Scientists Found Four Intact Child Graves From Ancient Egypt

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Archaeologists discovered four intact child graves in Upper Egypt. The graves were located at a quarry which a long time ago provided stones to make temples and tombs during the 15th Century B.C. Out of those four children, the youngest child is estimated to have been two or three years old when the child died, Live Science reports.

The quarry is also known as Gebel el-Silsila and it contains many more graves than just the children, which had been discovered previously. In the last few years, researchers have discovered 69 tombs located at the site, most of them have been long since looted, according to Live Science. What makes the children’s graves different is that they are intact.

“The team is excited about continuing the osteological analysis of the remains, which will hopefully provide us with more specific details regarding nutrition and the general health and well-being of the children,” lead archaeologists Maria Nilsson and John Ward of Lund University in Sweden told Live Science via e-mail.

During the Thutmosid period, Gebel el-Silsila was in use, Live Science reports. The Thutmosid period began around 1493 B.C. during the reign of Thutmose II and lasted through the reign of his grandson Amenhotep II, which occurred around 1401 B.C. Archaeologists from Sweden and the U.K. discovered the quarry’s huge necropolis last year, which dates to the Eighteenth Dynasty, according to Haaretz. In this same place, the new researchers found these tombs some months ago, which includes three of the intact child graves, while the fourth was found in another part of the quarry.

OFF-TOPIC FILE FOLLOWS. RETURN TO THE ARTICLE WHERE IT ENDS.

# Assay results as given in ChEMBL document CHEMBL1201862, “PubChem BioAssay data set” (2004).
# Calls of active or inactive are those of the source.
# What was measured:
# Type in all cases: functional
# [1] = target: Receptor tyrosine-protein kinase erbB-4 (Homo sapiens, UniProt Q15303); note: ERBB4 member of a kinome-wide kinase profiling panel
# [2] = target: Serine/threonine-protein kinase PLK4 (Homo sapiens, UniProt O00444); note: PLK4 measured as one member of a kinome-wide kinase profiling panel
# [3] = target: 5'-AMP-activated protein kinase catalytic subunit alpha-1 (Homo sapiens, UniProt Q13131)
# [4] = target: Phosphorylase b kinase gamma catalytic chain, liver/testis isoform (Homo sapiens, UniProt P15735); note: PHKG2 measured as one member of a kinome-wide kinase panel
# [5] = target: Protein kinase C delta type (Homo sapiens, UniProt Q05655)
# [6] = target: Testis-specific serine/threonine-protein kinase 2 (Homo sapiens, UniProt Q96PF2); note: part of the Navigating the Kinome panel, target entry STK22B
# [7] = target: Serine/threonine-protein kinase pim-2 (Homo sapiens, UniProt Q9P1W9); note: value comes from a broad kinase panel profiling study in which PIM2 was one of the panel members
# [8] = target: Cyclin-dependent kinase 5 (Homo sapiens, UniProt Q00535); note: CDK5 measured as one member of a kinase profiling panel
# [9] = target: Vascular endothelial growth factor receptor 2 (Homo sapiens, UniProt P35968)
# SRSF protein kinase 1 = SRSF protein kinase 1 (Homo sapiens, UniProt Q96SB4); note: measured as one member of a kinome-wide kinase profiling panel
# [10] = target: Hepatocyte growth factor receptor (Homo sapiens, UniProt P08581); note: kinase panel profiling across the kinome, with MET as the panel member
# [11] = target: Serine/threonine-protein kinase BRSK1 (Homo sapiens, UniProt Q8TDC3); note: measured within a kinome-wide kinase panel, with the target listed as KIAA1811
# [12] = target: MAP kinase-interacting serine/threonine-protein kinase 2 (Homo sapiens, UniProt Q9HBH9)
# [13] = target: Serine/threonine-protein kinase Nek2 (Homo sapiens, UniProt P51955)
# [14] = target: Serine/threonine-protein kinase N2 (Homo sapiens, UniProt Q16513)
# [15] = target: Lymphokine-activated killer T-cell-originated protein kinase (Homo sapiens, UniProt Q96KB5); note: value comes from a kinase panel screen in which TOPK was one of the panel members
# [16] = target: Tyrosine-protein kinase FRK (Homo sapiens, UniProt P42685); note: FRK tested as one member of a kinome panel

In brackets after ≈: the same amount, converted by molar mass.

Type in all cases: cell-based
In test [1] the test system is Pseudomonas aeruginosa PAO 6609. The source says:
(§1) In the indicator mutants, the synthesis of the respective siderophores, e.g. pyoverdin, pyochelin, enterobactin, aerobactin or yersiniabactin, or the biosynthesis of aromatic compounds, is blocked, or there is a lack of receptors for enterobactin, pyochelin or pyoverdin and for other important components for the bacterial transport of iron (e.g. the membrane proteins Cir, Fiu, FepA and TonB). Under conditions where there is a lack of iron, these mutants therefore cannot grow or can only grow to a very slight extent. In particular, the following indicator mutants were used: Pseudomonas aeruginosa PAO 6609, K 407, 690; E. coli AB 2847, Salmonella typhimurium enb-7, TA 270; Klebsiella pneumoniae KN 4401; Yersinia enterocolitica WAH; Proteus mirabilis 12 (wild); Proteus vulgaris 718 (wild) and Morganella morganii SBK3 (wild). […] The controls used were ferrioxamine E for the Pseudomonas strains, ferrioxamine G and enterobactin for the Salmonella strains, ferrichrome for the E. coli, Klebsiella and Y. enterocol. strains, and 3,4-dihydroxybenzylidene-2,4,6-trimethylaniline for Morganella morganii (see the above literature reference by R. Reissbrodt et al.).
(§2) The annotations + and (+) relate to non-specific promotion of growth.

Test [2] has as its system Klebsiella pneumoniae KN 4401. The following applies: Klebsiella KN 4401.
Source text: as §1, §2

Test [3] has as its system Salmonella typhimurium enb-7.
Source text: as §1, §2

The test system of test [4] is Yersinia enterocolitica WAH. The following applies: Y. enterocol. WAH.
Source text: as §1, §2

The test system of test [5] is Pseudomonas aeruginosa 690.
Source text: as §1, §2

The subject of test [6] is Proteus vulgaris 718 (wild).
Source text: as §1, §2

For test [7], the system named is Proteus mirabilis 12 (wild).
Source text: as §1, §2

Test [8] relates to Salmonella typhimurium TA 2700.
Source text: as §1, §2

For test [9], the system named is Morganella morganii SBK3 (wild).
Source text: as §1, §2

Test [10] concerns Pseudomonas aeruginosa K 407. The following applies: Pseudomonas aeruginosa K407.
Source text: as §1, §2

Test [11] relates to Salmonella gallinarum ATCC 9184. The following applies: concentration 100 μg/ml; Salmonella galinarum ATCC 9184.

Nilsson told the BBC that there are more than half of the graves in the quarry that need yet to be excavated. The child from the first of the four graves could likely have died between the ages of 6 and 9. The remains of the coffin were filled with different forms of tableware, and scientists recovered beer jars, wine vessels, and more, according to Live Science. The skeleton of the child had bronze bracelets, ornate scarabs, and a bronze razor. The skeleton also included an amulet which symbolizes happiness and luck.

The second of the four intact child graves was carved into rock, the BBC reports, and it contains remains of the youngest child out of the four, who was no older than 3 years old. The scientists didn’t find anything buried with the body. The third grave contained a child between the ages of 5 and 8, and it also contained three scarab amulets.

Inside the fourth grave, scientists uncovered the remains of a child aged 5 to 8. However, according to Live Science, the researchers found that the burial of the fourth child didn’t show the signs of care that was found in the other three graves and that there were signs of an injury on the child, which implies that the other three children belonged to wealthier families.

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